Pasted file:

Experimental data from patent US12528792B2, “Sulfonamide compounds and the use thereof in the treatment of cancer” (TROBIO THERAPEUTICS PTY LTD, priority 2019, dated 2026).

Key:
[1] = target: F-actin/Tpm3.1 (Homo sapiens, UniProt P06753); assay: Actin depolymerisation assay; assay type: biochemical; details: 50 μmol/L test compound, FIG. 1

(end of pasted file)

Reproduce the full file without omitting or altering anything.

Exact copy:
Experimental data from patent US12528792B2, “Sulfonamide compounds and the use thereof in the treatment of cancer” (TROBIO THERAPEUTICS PTY LTD, priority 2019, dated 2026).

Key:
[1] = target: F-actin/Tpm3.1 (Homo sapiens, UniProt P06753); assay: Actin depolymerisation assay; assay type: biochemical; details: 50 μmol/L test compound, FIG. 1